When driving I always show my military identification if I get pulled over for any reason first, then I provide whatever identification is requested.  Please know both hands remain on the steering wheel and then I explain in a clear, distinct voice what I am doing if ordered to produce anything else.  I am sure most black people follow this same process to avoid misunderstandings that leads to…you know!

Being a black man in America is exhausting!  I have a PhD in Industrial/Organizational Psychology, a Master’s degree in Counseling/Human Relations, a Bachelor’s degree in Psychology, Air Force retiree identification and recognized nationally for authentic leadership development.

Now, imagine what black men without my credentials must do to survive in America.  The insanity must stop!

NOTE:  I will get back to my normal tone next week—thanks for allowing me to vent.

 

“I believe in human beings, and that all human beings should be respected as such, regardless of their color”.

(Malcolm X.)

“Usually, when people are sad, they don’t do anything.  They just cry over their condition.  But when they are angry, they bring about change”.

(Malcolm X.)

Time for change—let’s get out and vote, remain vigilant and demand change—we must do better!

How can you help?

Great article:  https://www.usatoday.com/story/opinion/2020/05/29/george-floyd-ahmaud-arbery-killings-make-hard-blacks-breathe-column/5278108002/

Paisley Park

‘Paisley Park is in your heart’

This is a lyric from the song titled Paisley Park on Prince’s Around the World in a Day album.  It’s not one of his most well-known songs but the title was translated by the artist to name his artistic palace in Chanhassen, a suburb of Minneapolis.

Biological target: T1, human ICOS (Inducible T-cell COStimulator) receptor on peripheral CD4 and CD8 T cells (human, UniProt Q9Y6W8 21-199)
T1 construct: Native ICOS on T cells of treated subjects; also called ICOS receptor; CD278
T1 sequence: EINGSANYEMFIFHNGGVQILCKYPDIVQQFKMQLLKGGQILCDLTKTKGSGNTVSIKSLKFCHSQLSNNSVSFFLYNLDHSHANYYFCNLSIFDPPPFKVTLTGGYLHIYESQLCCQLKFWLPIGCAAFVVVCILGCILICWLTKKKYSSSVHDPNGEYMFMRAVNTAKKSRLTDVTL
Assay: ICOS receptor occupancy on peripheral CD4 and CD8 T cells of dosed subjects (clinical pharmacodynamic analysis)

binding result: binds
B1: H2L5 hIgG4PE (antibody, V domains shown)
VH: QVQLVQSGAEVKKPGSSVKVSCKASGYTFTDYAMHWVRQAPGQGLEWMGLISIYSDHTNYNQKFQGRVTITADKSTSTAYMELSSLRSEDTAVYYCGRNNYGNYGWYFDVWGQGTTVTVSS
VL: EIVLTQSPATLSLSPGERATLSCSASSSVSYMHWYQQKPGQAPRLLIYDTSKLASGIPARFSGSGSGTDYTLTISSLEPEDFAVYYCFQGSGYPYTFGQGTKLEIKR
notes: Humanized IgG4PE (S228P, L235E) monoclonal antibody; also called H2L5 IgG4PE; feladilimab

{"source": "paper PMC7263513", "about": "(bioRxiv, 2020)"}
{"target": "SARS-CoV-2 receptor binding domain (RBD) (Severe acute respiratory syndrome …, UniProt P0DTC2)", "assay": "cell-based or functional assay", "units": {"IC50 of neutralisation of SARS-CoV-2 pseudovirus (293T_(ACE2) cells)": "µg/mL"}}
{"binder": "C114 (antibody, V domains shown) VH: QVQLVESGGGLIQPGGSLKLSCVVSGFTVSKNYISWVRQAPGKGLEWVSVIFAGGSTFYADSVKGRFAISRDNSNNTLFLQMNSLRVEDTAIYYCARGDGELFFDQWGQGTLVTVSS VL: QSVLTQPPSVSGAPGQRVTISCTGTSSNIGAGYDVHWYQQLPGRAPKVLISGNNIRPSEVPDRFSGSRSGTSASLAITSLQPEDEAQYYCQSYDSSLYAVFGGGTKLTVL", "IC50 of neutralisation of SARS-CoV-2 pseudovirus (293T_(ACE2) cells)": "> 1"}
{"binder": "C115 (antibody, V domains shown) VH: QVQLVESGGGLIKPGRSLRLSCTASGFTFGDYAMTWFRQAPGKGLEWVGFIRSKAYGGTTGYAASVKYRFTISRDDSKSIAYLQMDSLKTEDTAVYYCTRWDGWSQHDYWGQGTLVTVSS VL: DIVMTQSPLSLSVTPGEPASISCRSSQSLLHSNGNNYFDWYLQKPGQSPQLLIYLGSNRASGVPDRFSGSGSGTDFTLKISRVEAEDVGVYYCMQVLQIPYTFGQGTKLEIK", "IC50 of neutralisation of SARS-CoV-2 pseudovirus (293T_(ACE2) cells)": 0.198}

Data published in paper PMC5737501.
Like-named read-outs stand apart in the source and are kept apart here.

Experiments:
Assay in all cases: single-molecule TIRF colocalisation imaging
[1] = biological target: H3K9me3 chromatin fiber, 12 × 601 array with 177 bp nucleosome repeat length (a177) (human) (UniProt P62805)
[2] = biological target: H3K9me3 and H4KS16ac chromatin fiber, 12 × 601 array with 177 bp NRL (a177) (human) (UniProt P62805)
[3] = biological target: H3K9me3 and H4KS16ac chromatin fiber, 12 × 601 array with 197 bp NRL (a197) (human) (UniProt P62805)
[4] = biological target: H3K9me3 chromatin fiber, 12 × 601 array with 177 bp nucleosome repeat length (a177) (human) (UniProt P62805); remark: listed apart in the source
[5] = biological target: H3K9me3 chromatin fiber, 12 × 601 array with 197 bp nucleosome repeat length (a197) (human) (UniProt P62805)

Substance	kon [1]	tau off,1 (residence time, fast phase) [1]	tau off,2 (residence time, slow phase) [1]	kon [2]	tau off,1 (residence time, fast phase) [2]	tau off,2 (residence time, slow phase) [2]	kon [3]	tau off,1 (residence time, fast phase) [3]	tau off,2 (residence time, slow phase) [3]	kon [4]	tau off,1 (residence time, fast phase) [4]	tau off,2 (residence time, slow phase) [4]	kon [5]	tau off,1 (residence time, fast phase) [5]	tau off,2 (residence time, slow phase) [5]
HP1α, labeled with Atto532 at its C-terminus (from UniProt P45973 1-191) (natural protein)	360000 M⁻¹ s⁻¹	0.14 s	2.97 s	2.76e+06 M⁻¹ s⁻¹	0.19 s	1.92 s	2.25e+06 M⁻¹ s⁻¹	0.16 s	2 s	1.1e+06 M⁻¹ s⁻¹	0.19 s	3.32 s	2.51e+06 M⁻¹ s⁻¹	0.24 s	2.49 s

Paisley Park is a combination of residence, recording studios, sound stage, video editing and party spot (concerts, DJ’s, etc.) designed by Prince in the late 1980s.  This is a place where he churned out hit after hit from his own recording platforms.  It afforded him the opportunity to create new music and concepts right where he lived.  Simply, come downstairs and walk into a recording studio to lay down some tracks that would one day become a #1 hit.

Paisley Park is a place I have always wanted to visit to experience the place responsible for the ‘soundtrack’ of my life.  I grew up listening to Prince from the very early stages of his career and wanted to ‘walk into the future’ and see Paisley Park first hand.

Wow…what an experience!  I decided to make a visit to Minneapolis and then venture over to Chanhassen to tour Paisley Park.  They have multiple tour formats to select but I decided to reserve my spot for the General Admission (70-minute tour) and was not disappointed.  There were roughly 20 other Prince fans along for my tour timeframe.  We’re talking people from all over the world who decided to make the Paisley Park journey to reconnect with Prince, his music and the place where he created magic.